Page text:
STEVE WINWOOD — Arc of a Diver

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STEVE WINWOOD - Arc of a Diver cover
2.74 | 3 ratings | 2 reviews
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Album · 1980


A1 While You See A Chance 5:12
A2 Arc Of A Diver 5:28
A3 Second-Hand Woman 3:41
A4 Slowdown Sundown 5:27
B1 Spanish Dancer 5:58
B2 Night Train 7:51
B3 Dust 6:20


Steve Winwood / Acoustic & Electric Guitars, Bass, Drums, Percussion, Keyboards, Synthesizers, Lead & Backing Vocal

About this release

Island Records ‎– ILPS 9576 (US)

Thanks to Chicapah for the addition and snobb for the updates


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Specialists/collaborators reviews

I don’t think I’m going out on a shaky limb by proposing that the majority of singer/songwriters have, at one point or another, thought that if they were allowed to play all the instruments and sing all the parts of their compositions themselves they would, at last, be able to craft their tunes exactly as they sound in their heads. In other words, “if I didn’t have to deal with all the bozos on this bus I could reach my potential.” Nowadays, in this age of having the luxury of a multi-channel recording studio (with no expensive hourly rates) available on the PC in your bedroom, that dream is an easily-attained reality for almost anyone on the planet. But until the advent of integrated circuits, unimaginable data storage and memory capabilities as well as user-friendly engineering software that ideal was difficult if not impossible to accomplish. Only a handful of extremely talented and brave souls like Stevie Wonder and Todd Rundgren were willing to attempt such a feat but they were the rare exceptions, not the rule. Even then they had to rely on others for some amount of technical assistance so a pure, all-by-myself-with-nobody’s-help album that sounded worth a flip was, to my knowledge, non-existent. Enter Steve Winwood.

Mild-mannered, affable Steve had been strained through the ringer. Stints with The Spencer Davis Group, Traffic, Blind Faith, Ginger Baker’s Air Force and an unsuccessful solo LP had frustrated Winwood not for the music he made in those endeavors but for the constant personality conflicts and infantile soap opera dramas that plagued each of them. Who could blame him for thinking “I could do great things if only I didn’t have to involve other people!” Therefore, after finding out in the course of recording his ‘77 “Winwood” disc that being in charge of a collection of musicians didn’t necessarily mean they’d do what you wanted them to do, he made the decision to go it wholly alone. He took his earnings and his dignity, went home to Gloucestershire, built his own facility, named it Netherturkdonic Studios and sequestered himself inside for three years. The result was the remarkable “Arc of a Diver,” a record that he wrote, performed, engineered, produced and mixed completely on his own. It takes a special artist to do that competently but Steve Winwood has always been special so it really didn’t surprise me or any of his loyal fans much at all. We were just happy to have him back with us.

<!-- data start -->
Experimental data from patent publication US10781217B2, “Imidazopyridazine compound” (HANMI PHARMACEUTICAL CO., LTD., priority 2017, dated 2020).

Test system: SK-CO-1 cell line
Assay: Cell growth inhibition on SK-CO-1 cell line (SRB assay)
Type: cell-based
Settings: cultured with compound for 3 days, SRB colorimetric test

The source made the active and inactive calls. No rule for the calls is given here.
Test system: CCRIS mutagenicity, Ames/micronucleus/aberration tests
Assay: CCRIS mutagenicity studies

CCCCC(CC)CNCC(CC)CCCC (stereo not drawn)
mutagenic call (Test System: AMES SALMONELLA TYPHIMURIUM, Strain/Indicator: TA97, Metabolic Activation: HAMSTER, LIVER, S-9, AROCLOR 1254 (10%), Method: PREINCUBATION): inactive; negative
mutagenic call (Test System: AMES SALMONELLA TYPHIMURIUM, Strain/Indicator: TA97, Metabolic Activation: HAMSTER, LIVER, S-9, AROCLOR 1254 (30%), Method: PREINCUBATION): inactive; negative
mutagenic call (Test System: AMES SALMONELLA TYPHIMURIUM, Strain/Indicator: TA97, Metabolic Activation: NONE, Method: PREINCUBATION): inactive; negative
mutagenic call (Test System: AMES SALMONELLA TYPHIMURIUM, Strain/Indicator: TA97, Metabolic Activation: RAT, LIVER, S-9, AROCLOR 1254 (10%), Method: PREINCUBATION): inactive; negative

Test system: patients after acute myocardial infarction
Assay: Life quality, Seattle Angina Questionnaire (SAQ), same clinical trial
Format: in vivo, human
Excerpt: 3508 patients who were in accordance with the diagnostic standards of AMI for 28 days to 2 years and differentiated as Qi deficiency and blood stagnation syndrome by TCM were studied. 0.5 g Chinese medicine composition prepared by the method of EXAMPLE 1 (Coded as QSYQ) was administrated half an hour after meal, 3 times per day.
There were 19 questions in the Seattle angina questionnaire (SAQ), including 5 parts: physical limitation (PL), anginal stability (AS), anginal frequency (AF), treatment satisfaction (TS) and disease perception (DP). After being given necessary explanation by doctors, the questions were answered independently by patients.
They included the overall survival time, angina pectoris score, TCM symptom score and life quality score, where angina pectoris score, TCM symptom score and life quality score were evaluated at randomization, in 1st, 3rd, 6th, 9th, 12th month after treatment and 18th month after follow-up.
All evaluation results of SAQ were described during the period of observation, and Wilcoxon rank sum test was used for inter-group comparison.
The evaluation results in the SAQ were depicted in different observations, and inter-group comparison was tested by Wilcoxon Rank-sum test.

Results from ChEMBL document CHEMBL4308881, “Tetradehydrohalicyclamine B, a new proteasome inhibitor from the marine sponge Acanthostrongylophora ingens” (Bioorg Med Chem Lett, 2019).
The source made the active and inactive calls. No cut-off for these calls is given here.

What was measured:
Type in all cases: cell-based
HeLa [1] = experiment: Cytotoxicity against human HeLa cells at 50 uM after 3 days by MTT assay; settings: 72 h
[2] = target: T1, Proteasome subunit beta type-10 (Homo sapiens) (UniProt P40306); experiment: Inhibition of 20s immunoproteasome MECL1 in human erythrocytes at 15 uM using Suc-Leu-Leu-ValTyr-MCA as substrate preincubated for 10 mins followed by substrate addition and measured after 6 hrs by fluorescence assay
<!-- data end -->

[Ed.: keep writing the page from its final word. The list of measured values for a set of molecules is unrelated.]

He wisely opens with the catchy and highly-applicable-to-his-situation song “While You See a Chance.” It is, admittedly, firmly ensconced in the category of pop yet it still impresses with its involved, well-thought-out arrangement. This wasn’t thrown together in a day, folks. The chord progressions he created contain a lot of contemporary R&B ingredients and, considering that the whole album was built piece by piece with only Steve singing and playing all the parts, it’s astonishingly seamless. In light of the cynicism generated by punk rock and the vapid sentiments aired by New Wave during the late 70s, Winwood’s positive and motivating message of “when there’s no one left to leave you/even you don’t quite believe you/that’s when nothing can deceive you/when you see a chance, take it…” was so refreshing that the tune rocketed to #7 on the singles chart and stayed there for weeks. “Arc of a Diver” has a Motown-ish feel that glides underneath Steve’s warm, unmistakable voice, making for a pleasant listening experience under any circumstance. His guitar prowess (or lack thereof) has always been his weakest asset but he smartly keeps it under a tight rein here. The lyrics explain his temporarily-retired scenario poetically. “Lean, streaky music/spawned on the streets/I hear it/but with you I had to go/’cause my rock & roll/is putting on weight/and the beat it goes on,” he sings.